Coronary surgery after recurrent myocardial infarction: progress of a trial comparing surgical with nonsurgical management for asymptomatic patients with advanced coronary disease.
A randomized trial of surgical vs nonsurgical management was carried out in men 60 years of age or younger who had recovered from a recurrent myocardial infarction. Of 205 patients considered, 100 had few or no symptoms and had coronary vessels favorable for bypass grafting; these patients fulfilled the trial conditions and were randomized (50 surgical and 50 nonsurgical). In 41 patients (elective nonsurgical group), randomization was not considered justifiable because of relatively unfavorable coronary anatomy or severe left ventricular dysfunction. Nineteen patients had elective surgery because of disabling angina despite full medical treatment or because of significant left main coronary stenosis. In 45 patients, coronary angiography was not undertaken because of medical contraindications or reluctance of the patient to enter the study. Actuarial survival curves (mean follow-up 4.5 years) show an annual mortality rate of 3-4% per year for all investigated patients, and no advantage for the randomized surgical over the randomized nonsurgical group. The results suggest that in the absence of disabling angina or left main coronary artery stenosis, coronary artery surgery need not be advised for survivors of recurrent infarctions who have severe coronary artery disease. Moreover, the prognosis for the group of patients not treated surgically appears to be better than has been previously described.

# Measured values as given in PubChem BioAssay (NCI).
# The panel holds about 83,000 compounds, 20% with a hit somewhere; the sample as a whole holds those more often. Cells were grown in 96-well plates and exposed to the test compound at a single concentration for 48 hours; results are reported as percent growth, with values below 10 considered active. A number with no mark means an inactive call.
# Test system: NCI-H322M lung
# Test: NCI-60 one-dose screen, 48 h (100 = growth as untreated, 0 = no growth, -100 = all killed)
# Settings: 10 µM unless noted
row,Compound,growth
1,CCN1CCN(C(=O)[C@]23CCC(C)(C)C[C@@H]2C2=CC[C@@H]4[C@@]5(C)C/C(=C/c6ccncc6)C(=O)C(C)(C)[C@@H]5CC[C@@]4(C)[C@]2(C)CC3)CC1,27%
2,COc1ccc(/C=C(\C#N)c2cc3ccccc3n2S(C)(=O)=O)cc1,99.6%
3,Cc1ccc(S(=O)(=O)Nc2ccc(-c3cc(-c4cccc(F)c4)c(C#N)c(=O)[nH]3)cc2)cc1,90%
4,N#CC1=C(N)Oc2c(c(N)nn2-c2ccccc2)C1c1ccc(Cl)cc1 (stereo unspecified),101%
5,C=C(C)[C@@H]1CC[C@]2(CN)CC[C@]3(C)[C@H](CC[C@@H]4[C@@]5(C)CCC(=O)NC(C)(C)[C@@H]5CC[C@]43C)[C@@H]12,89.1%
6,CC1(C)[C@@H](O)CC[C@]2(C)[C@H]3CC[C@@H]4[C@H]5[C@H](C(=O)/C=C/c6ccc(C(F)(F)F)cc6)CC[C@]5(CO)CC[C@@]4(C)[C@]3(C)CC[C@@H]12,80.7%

- Copyright © 1981 by American Heart Association